One study Bible expresses this perfectly. “After Jesus predicted His own death, Peter and the other disciples needed reassurance that Jesus would ultimately triumph. His prediction that some of them would see the kingdom of God present with power must have alleviated their fears.”
So, the Transfiguration, as we will see, proves Christ’s claims to the future aspects of the kingdom. He definitely proved it later at His resurrection (cf. Rm 1:4). Because of the resurrection, He gives us the power to live kingdom principles today and ensures our future citizenship (cf. 1 Cor 6:14; Phil 3:10; Eph 1:19–20).
As one commentary puts it, “Jesus reassured His disciples that He was not entirely rejecting Peter’s expectations of a powerful Messiah (8:29–33). Some of them would experience a foretaste of the glorious revelation of the Son of Man in their lifetimes, a promise made good to Peter, James, and John immediately in the transfiguration (vv. 2–8). All further experienced the power of the kingdom with the coming of the Spirit on Pentecost.”
IV. Final Thoughts
Since the “kingdom of God” has a redemptive purpose, we would do well to pay attention to it. The purpose that God wants to accomplish today is not social reform but soul reform. He wants to save people from their sins. While a born-again Christian may have certain convictions about correcting societal ills, he must also recognize that this is an “adulterous and sinful age” that requires the return of Christ in the glory of the Father with His holy angels.
So, what should we be committed to while we await the consummation of the future kingdom? We should be about the redemptive work of Christ! He preached repentance and belief in the gospel because of the nearness of the kingdom (Mk 1:14–15)—so should we. We must proclaim the “good news about the kingdom of God and the name of Jesus Christ” (Acts 8:12), and not be ashamed of Him or His Word.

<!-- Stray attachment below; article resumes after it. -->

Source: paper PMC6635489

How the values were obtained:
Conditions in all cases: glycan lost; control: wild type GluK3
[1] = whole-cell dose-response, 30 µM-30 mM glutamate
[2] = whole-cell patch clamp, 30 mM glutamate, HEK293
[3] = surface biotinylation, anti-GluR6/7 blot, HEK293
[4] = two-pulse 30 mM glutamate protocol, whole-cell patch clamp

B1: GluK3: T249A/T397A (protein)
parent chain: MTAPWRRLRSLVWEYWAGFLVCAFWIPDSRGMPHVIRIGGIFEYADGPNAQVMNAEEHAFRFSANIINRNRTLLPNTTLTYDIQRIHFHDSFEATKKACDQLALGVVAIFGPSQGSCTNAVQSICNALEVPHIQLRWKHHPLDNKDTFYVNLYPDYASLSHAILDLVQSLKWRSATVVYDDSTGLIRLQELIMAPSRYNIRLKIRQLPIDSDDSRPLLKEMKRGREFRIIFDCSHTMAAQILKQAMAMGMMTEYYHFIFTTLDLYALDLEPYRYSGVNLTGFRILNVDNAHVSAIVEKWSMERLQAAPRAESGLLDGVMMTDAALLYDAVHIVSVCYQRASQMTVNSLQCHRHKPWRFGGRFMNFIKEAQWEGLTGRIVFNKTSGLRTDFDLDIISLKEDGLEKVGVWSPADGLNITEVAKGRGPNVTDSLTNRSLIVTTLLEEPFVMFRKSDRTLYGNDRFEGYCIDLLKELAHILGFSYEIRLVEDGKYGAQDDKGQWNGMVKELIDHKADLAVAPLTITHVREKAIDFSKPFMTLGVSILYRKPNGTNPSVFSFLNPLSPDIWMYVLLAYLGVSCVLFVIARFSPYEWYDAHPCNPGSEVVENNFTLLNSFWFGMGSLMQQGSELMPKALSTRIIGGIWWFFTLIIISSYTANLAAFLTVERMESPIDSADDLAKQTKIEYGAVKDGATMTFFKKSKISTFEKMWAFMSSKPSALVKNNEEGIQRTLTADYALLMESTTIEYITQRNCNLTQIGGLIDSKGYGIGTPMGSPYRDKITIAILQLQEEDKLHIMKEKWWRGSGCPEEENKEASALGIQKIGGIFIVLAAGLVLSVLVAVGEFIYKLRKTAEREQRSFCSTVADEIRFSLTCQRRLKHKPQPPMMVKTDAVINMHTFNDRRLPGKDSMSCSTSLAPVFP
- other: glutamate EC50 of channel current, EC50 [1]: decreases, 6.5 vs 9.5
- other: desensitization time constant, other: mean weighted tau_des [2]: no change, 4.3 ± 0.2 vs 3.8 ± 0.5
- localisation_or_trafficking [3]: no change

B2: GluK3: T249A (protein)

The power of the kingdom is already present, converting the soul and empowering the believer. If we experience suffering in this life for the sake of the kingdom, it’s temporary and surmountable. Even in death, we have the power to overcome the temptations and persecutions of this life in the present power of Christ (cf. 2 Pt 1:3–4). We also know that there fast-approaches a day when Christ will establish His visible kingdom, which He will eventually turn over to the Father.
So, seek first His kingdom. Don’t be ashamed of it; pray, “Thy kingdom come!” Preach your King’s message to yourself and to others in the meantime. Know that, as you do, “there will be richly provided for you an entrance into the eternal kingdom of our Lord and Savior Jesus Christ” (2 Pt 1:11).
 John MacArthur and Richard Mayhue, Biblical Doctrine (Wheaton, IL: Crossway, 2017), 43.
 Ibid., 43–44.
 Ted Cabal et al., The Apologetics Study Bible: Real Questions, Straight Answers, Stronger Faith (Nashville, TN: Holman Bible Publishers, 2007), 1483–1485.